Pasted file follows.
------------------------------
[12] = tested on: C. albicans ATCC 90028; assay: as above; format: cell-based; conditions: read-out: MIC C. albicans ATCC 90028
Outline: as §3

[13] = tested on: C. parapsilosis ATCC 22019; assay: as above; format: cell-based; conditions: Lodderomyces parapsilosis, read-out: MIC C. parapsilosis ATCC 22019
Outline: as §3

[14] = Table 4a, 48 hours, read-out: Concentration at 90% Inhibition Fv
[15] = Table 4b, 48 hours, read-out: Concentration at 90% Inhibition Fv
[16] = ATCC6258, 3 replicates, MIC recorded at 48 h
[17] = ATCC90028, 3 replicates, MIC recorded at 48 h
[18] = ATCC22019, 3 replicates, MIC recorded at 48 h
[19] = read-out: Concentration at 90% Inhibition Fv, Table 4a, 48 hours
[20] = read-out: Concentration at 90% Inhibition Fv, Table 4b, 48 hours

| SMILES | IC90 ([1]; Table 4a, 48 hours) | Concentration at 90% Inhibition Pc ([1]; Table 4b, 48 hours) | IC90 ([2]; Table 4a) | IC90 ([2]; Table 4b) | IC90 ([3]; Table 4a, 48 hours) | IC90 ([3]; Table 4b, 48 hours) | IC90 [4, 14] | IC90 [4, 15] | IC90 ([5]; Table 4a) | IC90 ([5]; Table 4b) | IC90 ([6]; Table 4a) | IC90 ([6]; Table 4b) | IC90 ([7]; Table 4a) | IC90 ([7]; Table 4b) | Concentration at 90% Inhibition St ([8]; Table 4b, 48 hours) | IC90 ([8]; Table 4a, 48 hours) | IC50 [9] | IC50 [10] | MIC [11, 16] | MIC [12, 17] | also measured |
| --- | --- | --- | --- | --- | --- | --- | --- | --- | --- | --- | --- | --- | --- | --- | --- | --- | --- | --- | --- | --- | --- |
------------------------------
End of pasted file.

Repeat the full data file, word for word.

[12] = tested on: C. albicans ATCC 90028; assay: as above; format: cell-based; conditions: read-out: MIC C. albicans ATCC 90028
Outline: as §3

[13] = tested on: C. parapsilosis ATCC 22019; assay: as above; format: cell-based; conditions: Lodderomyces parapsilosis, read-out: MIC C. parapsilosis ATCC 22019
Outline: as §3

[14] = Table 4a, 48 hours, read-out: Concentration at 90% Inhibition Fv
[15] = Table 4b, 48 hours, read-out: Concentration at 90% Inhibition Fv
[16] = ATCC6258, 3 replicates, MIC recorded at 48 h
[17] = ATCC90028, 3 replicates, MIC recorded at 48 h
[18] = ATCC22019, 3 replicates, MIC recorded at 48 h
[19] = read-out: Concentration at 90% Inhibition Fv, Table 4a, 48 hours
[20] = read-out: Concentration at 90% Inhibition Fv, Table 4b, 48 hours

| SMILES | IC90 ([1]; Table 4a, 48 hours) | Concentration at 90% Inhibition Pc ([1]; Table 4b, 48 hours) | IC90 ([2]; Table 4a) | IC90 ([2]; Table 4b) | IC90 ([3]; Table 4a, 48 hours) | IC90 ([3]; Table 4b, 48 hours) | IC90 [4, 14] | IC90 [4, 15] | IC90 ([5]; Table 4a) | IC90 ([5]; Table 4b) | IC90 ([6]; Table 4a) | IC90 ([6]; Table 4b) | IC90 ([7]; Table 4a) | IC90 ([7]; Table 4b) | Concentration at 90% Inhibition St ([8]; Table 4b, 48 hours) | IC90 ([8]; Table 4a, 48 hours) | IC50 [9] | IC50 [10] | MIC [11, 16] | MIC [12, 17] | also measured |
| --- | --- | --- | --- | --- | --- | --- | --- | --- | --- | --- | --- | --- | --- | --- | --- | --- | --- | --- | --- | --- | --- |